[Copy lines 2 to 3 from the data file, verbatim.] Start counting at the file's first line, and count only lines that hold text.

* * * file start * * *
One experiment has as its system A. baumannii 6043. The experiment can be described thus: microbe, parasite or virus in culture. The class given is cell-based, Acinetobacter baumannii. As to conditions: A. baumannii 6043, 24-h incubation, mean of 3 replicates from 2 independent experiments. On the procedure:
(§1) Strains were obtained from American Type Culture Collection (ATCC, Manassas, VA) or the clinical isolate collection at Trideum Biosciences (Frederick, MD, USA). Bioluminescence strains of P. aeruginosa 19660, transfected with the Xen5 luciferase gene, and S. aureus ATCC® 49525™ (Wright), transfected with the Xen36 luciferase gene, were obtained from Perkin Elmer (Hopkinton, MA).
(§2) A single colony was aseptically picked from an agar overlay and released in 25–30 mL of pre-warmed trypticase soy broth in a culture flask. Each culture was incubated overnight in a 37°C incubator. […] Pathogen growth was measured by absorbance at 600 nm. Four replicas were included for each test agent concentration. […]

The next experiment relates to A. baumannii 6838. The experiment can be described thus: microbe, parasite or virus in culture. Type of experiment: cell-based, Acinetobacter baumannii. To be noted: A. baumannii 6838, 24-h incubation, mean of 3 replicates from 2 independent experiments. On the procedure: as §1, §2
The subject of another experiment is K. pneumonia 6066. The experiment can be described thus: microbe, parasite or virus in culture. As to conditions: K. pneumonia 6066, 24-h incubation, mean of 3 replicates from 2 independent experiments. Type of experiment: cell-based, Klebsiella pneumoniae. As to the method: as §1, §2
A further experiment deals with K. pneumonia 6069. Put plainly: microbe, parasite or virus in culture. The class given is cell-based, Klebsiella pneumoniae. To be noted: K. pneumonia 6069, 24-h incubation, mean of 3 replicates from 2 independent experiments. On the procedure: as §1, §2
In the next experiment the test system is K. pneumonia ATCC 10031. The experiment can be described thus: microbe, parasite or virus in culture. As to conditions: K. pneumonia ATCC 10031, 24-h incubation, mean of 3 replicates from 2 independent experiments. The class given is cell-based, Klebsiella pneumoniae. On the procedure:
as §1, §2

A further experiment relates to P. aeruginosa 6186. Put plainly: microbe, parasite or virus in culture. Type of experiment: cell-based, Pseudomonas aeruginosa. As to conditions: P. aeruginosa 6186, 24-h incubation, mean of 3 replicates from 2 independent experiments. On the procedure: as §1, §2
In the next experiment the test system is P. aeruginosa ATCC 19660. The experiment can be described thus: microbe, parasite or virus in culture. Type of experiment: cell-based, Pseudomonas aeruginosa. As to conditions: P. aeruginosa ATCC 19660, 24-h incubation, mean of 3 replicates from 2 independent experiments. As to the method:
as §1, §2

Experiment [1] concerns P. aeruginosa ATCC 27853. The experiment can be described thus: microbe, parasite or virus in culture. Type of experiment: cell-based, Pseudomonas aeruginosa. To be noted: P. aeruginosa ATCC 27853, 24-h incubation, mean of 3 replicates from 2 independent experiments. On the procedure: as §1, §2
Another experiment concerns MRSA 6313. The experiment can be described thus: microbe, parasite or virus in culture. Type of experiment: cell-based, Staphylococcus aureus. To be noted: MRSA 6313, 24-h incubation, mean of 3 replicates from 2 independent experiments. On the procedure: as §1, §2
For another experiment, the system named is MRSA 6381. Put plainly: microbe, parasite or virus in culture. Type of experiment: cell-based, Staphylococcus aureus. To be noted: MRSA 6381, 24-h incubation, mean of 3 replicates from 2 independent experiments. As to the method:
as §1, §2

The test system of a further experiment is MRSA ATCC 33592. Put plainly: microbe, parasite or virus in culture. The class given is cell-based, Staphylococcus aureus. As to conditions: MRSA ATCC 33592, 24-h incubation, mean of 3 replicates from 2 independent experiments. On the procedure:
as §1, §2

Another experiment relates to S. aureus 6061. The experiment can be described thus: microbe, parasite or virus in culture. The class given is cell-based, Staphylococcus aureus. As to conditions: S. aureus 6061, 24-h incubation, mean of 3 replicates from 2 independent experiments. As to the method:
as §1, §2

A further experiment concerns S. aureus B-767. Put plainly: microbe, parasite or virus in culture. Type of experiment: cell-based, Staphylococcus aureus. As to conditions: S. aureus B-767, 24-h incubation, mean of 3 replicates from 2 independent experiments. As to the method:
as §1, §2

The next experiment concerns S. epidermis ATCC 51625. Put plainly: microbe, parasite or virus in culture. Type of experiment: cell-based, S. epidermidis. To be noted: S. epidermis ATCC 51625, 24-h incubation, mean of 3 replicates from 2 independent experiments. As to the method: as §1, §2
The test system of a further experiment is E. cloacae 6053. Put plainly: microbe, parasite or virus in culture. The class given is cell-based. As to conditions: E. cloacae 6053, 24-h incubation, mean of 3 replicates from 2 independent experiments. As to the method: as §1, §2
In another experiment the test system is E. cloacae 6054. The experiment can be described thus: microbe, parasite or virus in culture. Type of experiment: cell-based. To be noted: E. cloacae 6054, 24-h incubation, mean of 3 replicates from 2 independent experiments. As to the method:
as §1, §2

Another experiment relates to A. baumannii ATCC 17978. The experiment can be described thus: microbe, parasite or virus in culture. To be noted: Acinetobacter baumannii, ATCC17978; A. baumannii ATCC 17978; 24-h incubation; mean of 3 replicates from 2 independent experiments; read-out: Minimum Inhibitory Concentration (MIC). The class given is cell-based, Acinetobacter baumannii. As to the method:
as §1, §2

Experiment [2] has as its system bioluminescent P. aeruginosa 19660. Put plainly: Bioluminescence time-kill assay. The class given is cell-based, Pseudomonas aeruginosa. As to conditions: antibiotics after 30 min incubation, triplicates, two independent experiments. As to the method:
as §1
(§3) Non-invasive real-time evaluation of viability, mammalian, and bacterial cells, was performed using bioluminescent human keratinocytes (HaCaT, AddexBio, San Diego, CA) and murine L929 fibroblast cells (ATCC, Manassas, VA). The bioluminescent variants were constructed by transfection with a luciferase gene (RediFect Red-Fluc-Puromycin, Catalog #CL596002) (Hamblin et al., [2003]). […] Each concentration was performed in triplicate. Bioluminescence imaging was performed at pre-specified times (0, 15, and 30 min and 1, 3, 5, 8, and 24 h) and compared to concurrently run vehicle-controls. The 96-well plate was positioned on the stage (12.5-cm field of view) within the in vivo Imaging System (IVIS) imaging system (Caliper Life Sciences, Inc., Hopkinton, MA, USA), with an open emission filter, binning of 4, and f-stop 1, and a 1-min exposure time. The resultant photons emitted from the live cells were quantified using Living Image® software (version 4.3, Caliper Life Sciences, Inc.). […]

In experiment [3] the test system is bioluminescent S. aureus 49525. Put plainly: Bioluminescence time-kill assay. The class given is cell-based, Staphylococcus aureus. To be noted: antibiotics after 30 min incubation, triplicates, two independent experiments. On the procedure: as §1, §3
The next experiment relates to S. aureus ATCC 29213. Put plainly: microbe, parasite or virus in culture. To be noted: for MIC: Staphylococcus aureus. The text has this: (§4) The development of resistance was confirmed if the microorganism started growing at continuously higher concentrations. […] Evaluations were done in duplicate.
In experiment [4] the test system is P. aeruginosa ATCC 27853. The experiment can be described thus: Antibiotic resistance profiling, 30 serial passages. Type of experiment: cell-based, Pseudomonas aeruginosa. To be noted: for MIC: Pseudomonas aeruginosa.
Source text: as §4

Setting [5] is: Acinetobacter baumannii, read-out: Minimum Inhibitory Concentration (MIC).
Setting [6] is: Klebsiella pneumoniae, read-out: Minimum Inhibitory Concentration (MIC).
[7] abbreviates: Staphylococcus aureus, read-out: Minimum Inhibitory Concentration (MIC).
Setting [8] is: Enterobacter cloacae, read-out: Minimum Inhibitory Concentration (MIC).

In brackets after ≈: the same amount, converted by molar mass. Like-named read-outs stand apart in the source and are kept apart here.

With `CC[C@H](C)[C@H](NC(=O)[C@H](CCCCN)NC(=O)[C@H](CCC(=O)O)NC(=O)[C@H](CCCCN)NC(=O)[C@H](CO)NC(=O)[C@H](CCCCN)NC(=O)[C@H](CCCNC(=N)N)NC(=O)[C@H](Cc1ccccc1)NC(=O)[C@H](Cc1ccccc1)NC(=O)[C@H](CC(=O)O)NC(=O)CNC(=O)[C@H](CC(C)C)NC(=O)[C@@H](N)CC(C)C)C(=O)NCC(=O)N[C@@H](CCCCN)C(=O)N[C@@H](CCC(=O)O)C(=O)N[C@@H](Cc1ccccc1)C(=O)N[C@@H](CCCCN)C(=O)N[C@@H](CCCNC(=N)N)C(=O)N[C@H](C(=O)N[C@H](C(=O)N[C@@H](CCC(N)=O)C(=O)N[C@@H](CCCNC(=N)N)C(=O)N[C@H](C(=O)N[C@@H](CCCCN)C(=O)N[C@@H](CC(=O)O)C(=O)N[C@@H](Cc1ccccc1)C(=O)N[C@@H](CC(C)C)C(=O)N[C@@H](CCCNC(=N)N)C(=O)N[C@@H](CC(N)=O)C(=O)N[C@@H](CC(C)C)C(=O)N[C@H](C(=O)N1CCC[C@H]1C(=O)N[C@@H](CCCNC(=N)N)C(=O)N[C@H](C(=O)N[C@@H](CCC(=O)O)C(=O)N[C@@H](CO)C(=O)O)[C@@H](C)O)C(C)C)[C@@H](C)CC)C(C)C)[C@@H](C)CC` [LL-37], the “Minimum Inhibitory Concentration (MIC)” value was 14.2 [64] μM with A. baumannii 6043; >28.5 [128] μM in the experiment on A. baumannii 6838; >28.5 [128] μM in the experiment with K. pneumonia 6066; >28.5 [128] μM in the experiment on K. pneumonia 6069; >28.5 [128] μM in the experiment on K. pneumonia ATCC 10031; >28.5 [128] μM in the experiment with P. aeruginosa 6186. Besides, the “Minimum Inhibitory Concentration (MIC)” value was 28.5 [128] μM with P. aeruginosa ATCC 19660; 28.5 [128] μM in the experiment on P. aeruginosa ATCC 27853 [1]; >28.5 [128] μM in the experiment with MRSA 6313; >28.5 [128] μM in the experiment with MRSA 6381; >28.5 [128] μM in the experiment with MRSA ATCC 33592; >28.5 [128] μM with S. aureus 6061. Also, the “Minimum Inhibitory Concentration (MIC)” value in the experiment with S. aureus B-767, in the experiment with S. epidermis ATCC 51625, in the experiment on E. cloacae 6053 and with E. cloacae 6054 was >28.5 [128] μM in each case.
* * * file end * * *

(§1) Strains were obtained from American Type Culture Collection (ATCC, Manassas, VA) or the clinical isolate collection at Trideum Biosciences (Frederick, MD, USA). Bioluminescence strains of P. aeruginosa 19660, transfected with the Xen5 luciferase gene, and S. aureus ATCC® 49525™ (Wright), transfected with the Xen36 luciferase gene, were obtained from Perkin Elmer (Hopkinton, MA).
(§2) A single colony was aseptically picked from an agar overlay and released in 25–30 mL of pre-warmed trypticase soy broth in a culture flask. Each culture was incubated overnight in a 37°C incubator. […] Pathogen growth was measured by absorbance at 600 nm. Four replicas were included for each test agent concentration. […]